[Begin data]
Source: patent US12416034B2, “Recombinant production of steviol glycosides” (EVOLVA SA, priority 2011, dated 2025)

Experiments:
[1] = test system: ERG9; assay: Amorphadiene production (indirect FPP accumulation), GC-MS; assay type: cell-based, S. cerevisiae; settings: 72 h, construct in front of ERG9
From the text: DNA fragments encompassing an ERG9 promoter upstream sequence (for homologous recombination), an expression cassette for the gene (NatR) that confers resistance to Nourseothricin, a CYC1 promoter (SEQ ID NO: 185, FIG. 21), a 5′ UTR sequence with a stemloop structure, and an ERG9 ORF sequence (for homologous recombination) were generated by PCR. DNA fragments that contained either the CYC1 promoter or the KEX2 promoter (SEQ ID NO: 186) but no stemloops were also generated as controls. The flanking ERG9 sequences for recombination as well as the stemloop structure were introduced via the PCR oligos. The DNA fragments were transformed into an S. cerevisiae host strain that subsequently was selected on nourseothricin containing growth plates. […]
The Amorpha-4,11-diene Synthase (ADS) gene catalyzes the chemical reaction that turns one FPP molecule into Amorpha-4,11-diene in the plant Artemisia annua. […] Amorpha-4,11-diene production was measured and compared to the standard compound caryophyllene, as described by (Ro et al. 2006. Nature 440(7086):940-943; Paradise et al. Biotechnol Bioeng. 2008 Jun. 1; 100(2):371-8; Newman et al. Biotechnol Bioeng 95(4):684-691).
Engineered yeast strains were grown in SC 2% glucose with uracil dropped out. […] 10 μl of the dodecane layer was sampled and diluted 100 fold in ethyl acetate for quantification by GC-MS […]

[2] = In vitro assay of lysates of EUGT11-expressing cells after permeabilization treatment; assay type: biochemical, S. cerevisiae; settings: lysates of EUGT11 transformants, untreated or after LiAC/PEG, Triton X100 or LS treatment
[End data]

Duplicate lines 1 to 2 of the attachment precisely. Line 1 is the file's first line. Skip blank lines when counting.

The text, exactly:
Source: patent US12416034B2, “Recombinant production of steviol glycosides” (EVOLVA SA, priority 2011, dated 2025)

Experiments: